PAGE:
April 21st, 2021


Who is to Blame?

Greg Crosby

By Greg Crosby

Published Nov. 2, 2018

Who is to Blame?
The slaughter at the Tree of Life synagogue in Pittsburg has been decried by most journalists and liberal politicians alike as a direct result of the nasty rhetoric and uncivil tone engaged in by President Trump.

It doesn't matter that the actual murderer was a Trump-hater as well as a Jew-hater; it's still somehow all Trump's fault. This might come as a shock for many on the left, but Trump didn't invent anti-Semitism in this country nor did he promote the increase of it.

Gunmen opened fire at the North Valley Jewish Community Center in Los Angeles in 1999, at the Jewish Federation of Greater Seattle in 2006, at the US Holocaust Memorial Museum in Washington in 2009, and at the Jewish Community Center in Overland Park, Kansas, in 2014, all long before President Trump came along.

And by the way, President Trump is the most pro Israeli president since Harry Truman, and he's the only president with a Jewish child and Jewish grandchildren. Secondly, Jewish hatred has been on the increase across the world (including the US) for at least the last 15 to 20 years or more.

The other thing we've been told, is the massacre is yet another example of the hate and intolerance in American society as a whole. We've all got to tone down the rhetoric, they say, we must all take a deep breath and be more courteous to each other; be more respectful.

While being civil and respectful in our speech and actions is, generally speaking, a good idea, it has nothing to do with what happened at that synagogue in Pittsburg. People weren't murdered because of Donald Trump, they weren't murdered because of the coarsening of society, they were murdered because they were Jews. Period.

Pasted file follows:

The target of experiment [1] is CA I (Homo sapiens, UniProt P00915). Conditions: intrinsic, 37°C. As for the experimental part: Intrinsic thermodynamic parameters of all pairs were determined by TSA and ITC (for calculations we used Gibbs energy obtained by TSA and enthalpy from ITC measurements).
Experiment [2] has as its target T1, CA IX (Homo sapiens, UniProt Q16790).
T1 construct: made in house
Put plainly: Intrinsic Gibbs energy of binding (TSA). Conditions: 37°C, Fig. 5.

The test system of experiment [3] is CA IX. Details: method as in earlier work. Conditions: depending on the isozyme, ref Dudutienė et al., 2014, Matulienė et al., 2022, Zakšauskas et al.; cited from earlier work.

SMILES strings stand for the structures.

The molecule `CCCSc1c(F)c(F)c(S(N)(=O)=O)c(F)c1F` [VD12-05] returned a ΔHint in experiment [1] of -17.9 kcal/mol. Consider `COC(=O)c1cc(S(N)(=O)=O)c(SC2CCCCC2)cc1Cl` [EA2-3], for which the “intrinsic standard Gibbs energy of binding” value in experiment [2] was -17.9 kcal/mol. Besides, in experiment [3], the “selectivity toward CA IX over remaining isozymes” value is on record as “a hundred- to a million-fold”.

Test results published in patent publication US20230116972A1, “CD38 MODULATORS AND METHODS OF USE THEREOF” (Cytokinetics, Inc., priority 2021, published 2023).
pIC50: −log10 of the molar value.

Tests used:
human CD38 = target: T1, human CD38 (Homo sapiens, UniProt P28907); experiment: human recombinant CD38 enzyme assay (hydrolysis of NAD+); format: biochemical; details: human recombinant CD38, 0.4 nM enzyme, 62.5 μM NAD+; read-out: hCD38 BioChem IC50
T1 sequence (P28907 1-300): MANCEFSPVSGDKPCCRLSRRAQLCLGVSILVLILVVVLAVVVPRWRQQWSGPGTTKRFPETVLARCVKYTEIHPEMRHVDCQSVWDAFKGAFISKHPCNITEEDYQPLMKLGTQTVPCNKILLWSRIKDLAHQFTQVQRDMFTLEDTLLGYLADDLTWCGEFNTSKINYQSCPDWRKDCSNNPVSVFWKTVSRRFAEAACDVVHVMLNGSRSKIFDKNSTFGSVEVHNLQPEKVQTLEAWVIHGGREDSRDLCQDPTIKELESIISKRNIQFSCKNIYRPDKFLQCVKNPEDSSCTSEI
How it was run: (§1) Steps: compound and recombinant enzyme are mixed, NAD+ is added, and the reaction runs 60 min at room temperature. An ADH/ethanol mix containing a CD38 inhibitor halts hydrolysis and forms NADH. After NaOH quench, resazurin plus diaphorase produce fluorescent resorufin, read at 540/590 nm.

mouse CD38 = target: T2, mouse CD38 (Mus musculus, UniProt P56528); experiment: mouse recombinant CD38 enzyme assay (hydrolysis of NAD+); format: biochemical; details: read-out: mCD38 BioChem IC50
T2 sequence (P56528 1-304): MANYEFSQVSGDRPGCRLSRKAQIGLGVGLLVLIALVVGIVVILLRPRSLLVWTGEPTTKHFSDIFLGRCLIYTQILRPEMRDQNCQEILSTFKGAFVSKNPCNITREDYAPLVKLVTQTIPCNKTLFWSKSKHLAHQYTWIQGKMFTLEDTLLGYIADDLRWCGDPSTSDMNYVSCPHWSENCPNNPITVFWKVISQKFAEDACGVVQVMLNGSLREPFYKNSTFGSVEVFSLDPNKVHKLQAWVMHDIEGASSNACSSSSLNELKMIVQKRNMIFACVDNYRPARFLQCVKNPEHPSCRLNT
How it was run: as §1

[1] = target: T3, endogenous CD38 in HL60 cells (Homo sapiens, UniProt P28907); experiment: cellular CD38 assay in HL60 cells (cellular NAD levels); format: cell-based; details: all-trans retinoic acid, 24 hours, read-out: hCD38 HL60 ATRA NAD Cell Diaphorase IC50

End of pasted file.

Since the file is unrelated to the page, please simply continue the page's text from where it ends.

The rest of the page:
Hatred of Jews -- anti-Semitism -- has plagued the world for more than 2,000 years. The recent rise of anti-Semitic acts is scary and abhorrent. The thinking has been that Jewish hatred comes from the far right skin-heads and neo-Nazis, it certainly does, but the fact is that the biggest increase in anti-Semitism in the last 10 or so years has come from the left.

College campuses in the U.S. are a breeding ground for anti-Israeli and anti-Jewish sentiment. Jewish students on some campuses are routinely confronted by anti-Semitic hostility, especially if they are vocally pro-Israeli or wear yarmulkes.

Violence targeting Jews and Jewish institutions continues around the world. Denial and minimization of the Holocaust, along with other forms of hatred against Jews, is now widespread on the Internet in multiple languages. German Nazis wiped out over 6 million Jews in the last century, but this generation's threat of Jewish annihilation comes from Israel's Iranian and Arab enemies.

As an editorial in the Wall Street Journal noted, "This irrational hatred is one of humanity's oldest — Jews are killed simply because they are Jews." Robert Bowers, the evil monster who murdered 11 human beings on that fateful Sabbath Saturday was not making a political statement, he was an anti-Semite who wanted to kill Jews, as many as he could. "All Jews must die," he yelled as he mowed down the innocent and unsuspecting members of the synagogue.

Blaming political opponents for the murderous acts of racists, anti-Semites, or the mentally disturbed might seem to some as the right thing to do so close to an important election, but it's irresponsible and dangerous. Trump is no more to blame for the synagogue shooting than Bernie Sanders was to blame for the shooting last year of Steve Scalise and other Republicans who were gunned down by a left-wing zealot.

Robert Bowers is to blame for the people he killed in the synagogue. He alone, no one else. Anti-Semitism needs to be addressed and stamped out whenever it rears its head. It has no place in America.

But it seems that too many people don't want to acknowledge the real problem. It isn't Donald Trump. Anti-Semitism is the culprit.


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JWR contributor Greg Crosby, former creative head for Walt Disney publications, has written thousands of comics, hundreds of children's books, dozens of essays, and a letter to his congressman. He's been a JWR contributor since 1999.